This morning, my colleagues at the Political Insider blog shared with you the latest dust-up between state Sen. Renee Unterman , R-Buford, and TBS' alleged humorist, Samantha Bee. The star of "Full Frontal" slammed Unterman last year for blocking a bill to speed up the processing of rape kits (and then slammed her again months later for promoting a good bill that helped fund crisis pregnancy centers). The latest video, which aired Wednesday night, tells the story of how the rape-kit bill wound its way through the legislative process to become law anyway.
Suffice it to say, I'm not one of Bee's fans. But since it's relevant to this story, here's the clip that restarted her feud with Unterman:
Well, shortly before the Senate broke for lunch on this 40th and final day of the session, Unterman fired back. The audio I recorded is too bad to post here, but I was able to transcribe a good bit of it:
"If you don’t know her, I don’t suggest that you look her up, because she’s vile, and the language she uses is so awful. But I appreciate her, because you know what? I have a red-meat Republican district, and the more she criticizes me with the Hollywood/Hillary Clinton/(Nancy) Pelosi mantra that she spews, I can tell you that it does me more good than it hurts me."
But Unterman didn't stop with Bee. She took note of the fact Bee's latest shot at her included interviews with state Rep. Scott Holcomb , D-Atlanta, who sponsored the bill that led to last year's brouhaha between her and Bee, as well as the speaker of the House, David Ralston:
"One thing I don’t appreciate, and you hear a lot about fake news and fake comedy, is the fact that she put on there House members. And I tell you, I served in the House for four years. But some of the language that is on this video, including the F-word, I just don’t approve. (Note: In the above video, Holcomb briefly recalls a conversation he had with Ralston last year: "He asked me directly, 'What the f--- is wrong with Renee?'" He also recalls worrying time would run out before he could make a motion to pass a final version of his bill, and telling the member speaking in the well to "Shut the f--- up!")
"And I don’t care who you are or what you are, I think you deserve respect, I think you deserve courtesy. You may not agree with me, and the fact that I come from that red-meat Republican district, but everyone in this room and across the hall, and especially our constituents, we deserve respect. And there is no respect. ... But I’m surprised that the House and the speaker allowed this to take place, and that there is not condemnation about it, because I know this man standing behind me (Lt. Gov. Casey Cagle) … if something happened to any of the 56 senators in here, this man right here would be Johnny-on-the-spot. And he would be standing up for you, no matter what kind of district you represented, and no matter where you came from, because he has that integrity."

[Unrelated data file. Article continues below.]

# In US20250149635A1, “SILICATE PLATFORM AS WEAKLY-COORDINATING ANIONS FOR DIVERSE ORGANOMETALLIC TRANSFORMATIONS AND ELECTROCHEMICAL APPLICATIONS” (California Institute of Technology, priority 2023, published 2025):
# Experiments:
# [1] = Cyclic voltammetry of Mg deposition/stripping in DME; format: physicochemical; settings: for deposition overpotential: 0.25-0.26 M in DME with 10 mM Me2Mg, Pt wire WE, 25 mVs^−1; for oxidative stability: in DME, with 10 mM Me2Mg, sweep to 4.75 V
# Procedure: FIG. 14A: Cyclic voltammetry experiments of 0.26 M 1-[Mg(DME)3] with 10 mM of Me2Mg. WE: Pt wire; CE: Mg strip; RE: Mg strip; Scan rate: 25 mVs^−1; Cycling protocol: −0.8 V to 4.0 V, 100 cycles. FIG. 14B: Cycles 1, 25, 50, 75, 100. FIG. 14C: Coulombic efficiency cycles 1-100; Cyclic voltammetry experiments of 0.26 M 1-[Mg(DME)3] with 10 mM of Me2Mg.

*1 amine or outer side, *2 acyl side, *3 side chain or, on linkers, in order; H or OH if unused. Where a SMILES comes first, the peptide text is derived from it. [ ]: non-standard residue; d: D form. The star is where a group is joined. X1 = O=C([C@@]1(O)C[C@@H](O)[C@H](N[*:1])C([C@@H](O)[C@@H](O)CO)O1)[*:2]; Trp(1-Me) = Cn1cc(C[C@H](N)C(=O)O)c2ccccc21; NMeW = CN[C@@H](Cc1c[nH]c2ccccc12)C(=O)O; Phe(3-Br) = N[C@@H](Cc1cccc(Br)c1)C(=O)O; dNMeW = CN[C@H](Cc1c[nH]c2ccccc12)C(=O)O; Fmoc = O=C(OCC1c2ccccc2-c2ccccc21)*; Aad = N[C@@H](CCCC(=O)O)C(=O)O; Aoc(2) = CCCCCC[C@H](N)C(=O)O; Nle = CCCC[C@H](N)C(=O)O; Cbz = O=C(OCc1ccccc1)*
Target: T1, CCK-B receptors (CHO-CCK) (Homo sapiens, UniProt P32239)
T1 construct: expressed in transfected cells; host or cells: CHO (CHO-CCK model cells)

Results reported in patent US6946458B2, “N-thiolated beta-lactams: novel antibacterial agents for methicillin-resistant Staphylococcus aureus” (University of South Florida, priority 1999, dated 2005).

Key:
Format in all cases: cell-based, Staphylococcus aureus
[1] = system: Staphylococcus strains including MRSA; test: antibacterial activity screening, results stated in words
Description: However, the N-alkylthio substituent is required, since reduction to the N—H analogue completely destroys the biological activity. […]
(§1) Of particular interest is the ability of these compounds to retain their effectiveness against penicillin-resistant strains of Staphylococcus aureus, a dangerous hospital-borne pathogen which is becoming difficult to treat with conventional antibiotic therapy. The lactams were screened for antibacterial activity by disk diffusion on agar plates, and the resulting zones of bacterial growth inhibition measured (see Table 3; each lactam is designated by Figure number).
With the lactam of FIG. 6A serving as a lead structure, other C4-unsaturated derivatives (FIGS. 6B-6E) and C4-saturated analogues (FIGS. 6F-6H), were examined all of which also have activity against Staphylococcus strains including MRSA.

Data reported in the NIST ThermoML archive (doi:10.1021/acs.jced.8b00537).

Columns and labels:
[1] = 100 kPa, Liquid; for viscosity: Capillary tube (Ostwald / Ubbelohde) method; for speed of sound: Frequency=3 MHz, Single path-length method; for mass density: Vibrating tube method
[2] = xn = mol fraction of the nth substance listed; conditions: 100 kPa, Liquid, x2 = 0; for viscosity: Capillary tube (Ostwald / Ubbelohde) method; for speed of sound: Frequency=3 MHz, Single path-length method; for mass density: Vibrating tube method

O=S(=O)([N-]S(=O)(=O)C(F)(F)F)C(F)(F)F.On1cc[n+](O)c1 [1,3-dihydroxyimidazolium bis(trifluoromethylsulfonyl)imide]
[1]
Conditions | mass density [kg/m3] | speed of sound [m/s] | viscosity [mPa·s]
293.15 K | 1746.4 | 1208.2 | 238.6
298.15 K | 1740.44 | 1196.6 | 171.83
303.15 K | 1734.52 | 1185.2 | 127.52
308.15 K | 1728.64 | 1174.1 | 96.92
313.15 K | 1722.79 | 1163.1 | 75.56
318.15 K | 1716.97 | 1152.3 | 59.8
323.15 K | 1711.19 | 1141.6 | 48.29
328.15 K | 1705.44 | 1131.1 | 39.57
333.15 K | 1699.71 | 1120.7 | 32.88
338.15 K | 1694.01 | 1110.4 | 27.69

But that wasn't all. Unterman returned to the theme of the day in the Senate, which is the House's blocking some of the Senate's highest-priority legislation even as the final hours of the session tick away:
"Most of y’all know my son died a few years ago now, and if it weren't for the Senate and the man standing behind me (Cagle), I’d have never gotten through it. So a lot of you ask me, Renee, why are you so aggressive? Renee, why are you so persistent? (She then described her persistent efforts this year to push for legislation boosting mental health, saying it's just as important as physical health.)
"And you want to know why I feel that way? Because I had to walk down the steps of my pool house, go downstairs and literally scrape up my son, because he had killed himself. And when you do something like that … you either survive, or you go the way my son did. And it’s a terrible, terrible thing. And it's our mission in this body to talk about child sex trafficking, human sex trafficking, slavery, and methal health issues, and we have that passion that I have in my heart and my soul. And just because of an opaque political process, on the 40th day of the session, we cannot take care of children and adults who have issues like my son had. I appeal to you, I appeal to the speaker ... if we save one life, with our (work) here in the Senate about mental-health issues, we can literally save the world. ...
"Why would we put the political process before a person’s well-being? … It’s nothing but petty politics, just like Samantha Bee in Hollywood, trying to tell us what to do in Georgia, that we cannot move our bills. Our bills are important. I’m pleading to you, and I’m pleading to the Speaker of the House, please, please, please, let these mental-health bills get through."
A spokesman for Ralston declined comment. Here's Holcomb's response:
"The clip was to highlight a positive result in the face of unfounded opposition to an important piece of legislation. Her opposition was widely chronicled -- in the AJC and elsewhere."